I wrote earlier this month about avoiding running-related injuries, but Christine Luff had more suggestions in her blog that regularly appears in about.com.
Finding the right shoes is important. Remember, if it takes buying a few different pairs of shoes to find "the right fit", you'll find that is a worthwhile investment.
Additionally, DO NOT beat yourself up when you miss workouts, fall behind on a plan or anything along these lines. If you're training for a major distance event and you're using a plan you found in Runner's World or wherever, keep in mind these plans are the masses and they generally "overtrain" you by design. In fact, take care to replace some workouts in a plan with other cardiovascular exercise like swimming or biking if you're feeling a little sore. Trust me, your body won't miss a beat and will likely thank you later!
Wednesday, November 9, 2011
When I looked at my recent Hy-Vee Triathlon transition times and compared them to my times from 2009 and YIKES!
There can be a lot of time gained from faster transitions in your events. It's worth taking a look at those times to see if you can shave a few minutes off.
This article from Gail Bernhardt at www.active.com offers some good ideas on how to cut time from your transitions. Review your most recent times and where you think you can decrease time. Then read his article and see if it all makes sense.
I particularly like the idea of clipping your shoes to the bike in advance.
There is real potential to lower race times in this area.
Sunday, November 6, 2011
Here's another reason why you need to start somewhere.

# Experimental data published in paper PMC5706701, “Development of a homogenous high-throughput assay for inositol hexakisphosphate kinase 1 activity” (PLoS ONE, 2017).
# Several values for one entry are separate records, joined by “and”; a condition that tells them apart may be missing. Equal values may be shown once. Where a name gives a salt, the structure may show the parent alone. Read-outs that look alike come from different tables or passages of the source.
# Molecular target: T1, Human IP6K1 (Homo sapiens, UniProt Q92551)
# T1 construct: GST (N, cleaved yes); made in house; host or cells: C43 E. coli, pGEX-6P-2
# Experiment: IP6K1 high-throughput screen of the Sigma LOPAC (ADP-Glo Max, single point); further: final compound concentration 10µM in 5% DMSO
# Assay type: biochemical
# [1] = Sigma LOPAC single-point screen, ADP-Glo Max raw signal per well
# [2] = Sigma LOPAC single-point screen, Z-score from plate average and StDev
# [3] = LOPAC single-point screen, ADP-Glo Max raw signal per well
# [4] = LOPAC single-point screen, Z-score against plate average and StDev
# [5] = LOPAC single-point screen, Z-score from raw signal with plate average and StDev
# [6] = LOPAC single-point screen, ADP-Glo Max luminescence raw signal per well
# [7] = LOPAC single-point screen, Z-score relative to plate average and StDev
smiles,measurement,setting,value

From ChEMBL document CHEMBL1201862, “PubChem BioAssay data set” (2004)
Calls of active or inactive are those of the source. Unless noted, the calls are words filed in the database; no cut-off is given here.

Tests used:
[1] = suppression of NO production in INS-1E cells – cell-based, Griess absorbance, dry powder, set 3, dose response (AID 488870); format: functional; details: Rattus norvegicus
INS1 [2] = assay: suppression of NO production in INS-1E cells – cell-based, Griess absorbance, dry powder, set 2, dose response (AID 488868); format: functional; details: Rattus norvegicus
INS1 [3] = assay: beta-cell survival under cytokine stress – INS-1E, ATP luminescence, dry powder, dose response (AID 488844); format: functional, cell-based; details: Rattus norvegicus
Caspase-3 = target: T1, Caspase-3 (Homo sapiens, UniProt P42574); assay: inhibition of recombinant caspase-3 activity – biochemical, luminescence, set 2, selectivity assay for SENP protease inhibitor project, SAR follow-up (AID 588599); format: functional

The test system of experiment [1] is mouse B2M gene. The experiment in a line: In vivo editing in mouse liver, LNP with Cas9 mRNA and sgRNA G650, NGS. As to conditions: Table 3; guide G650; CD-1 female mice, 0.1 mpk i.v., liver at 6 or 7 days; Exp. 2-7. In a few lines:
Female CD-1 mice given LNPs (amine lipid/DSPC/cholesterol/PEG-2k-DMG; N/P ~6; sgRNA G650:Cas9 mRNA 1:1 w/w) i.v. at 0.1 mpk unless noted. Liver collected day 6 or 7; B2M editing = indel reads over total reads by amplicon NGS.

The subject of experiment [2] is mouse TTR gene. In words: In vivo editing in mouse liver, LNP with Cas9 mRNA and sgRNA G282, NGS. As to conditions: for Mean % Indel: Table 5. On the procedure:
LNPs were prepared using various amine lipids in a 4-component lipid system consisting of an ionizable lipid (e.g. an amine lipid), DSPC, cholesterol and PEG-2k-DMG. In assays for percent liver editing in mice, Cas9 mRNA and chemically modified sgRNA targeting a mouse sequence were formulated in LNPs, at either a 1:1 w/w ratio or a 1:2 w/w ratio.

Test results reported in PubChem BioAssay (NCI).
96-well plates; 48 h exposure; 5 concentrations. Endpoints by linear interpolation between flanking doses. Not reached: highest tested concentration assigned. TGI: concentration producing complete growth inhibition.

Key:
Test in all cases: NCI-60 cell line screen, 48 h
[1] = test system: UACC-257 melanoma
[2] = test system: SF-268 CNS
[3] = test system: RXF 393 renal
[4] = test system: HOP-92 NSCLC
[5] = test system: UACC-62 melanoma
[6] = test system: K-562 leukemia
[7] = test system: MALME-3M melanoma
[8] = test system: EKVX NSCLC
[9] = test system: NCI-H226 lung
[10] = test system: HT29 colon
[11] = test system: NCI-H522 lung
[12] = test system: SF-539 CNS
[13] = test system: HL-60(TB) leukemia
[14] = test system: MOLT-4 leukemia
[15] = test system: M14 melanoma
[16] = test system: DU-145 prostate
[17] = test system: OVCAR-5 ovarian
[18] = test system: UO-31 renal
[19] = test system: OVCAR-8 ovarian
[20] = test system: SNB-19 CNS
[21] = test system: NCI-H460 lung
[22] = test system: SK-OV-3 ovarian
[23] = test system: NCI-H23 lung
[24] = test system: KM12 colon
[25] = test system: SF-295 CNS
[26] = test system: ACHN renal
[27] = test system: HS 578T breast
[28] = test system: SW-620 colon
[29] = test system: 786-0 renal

A recent study discussed on the EverymanTri.com blog says that half of all Americans will be obese by 2030. This is just unacceptable.
Most people find themselves in an obese state based on the poor choices they make. They overeat and/or they make no effort to stay fit. Furthermore, it makes our health care system unaffordable and unsustainable. Too many people are draining on the system because they don't make an effort to take care of themselves.
There's an effort in our state people to people to start on the road to a healthy lifestyle. You have to "start somewhere" and this website will help provide the spark you need to get started. The hope is that Iowa will become the healthiest state in the nation based on the Gallup-Healthways Well Being Index.
Take a look and "start somewhere" today.
Thursday, November 3, 2011
Maybe you need some rest.
I don't usually encourage people to rest very often, but sometimes you need it - like when you're hurt.
This post on the Shut Up and Run blog takes a very fun look at the value of taking a rest when your body is feeling hurt. She makes a good point - if you keep running when you feel like you have an injury, it generally "doesn't end well".
Take time to let your body heal from an injury. If you want to have a long running life, you have to take care of your body. There are also some other things you can do to keep your mind off missing your runs.
Tuesday, November 1, 2011
Fat is good.
Your body does need fat because that's what it burns first when you exercise. When you work out, your body will burn fat, then carbohydrates and proteins.
Jeff Gordon writes for the Livestrong.com blog and discusses how your body burns through these things.
After you read through this, it's important to ensure you have these items in your system available to burn, particularly before a prolonged workout. You don't want your body turning to burning muscle as a last resort.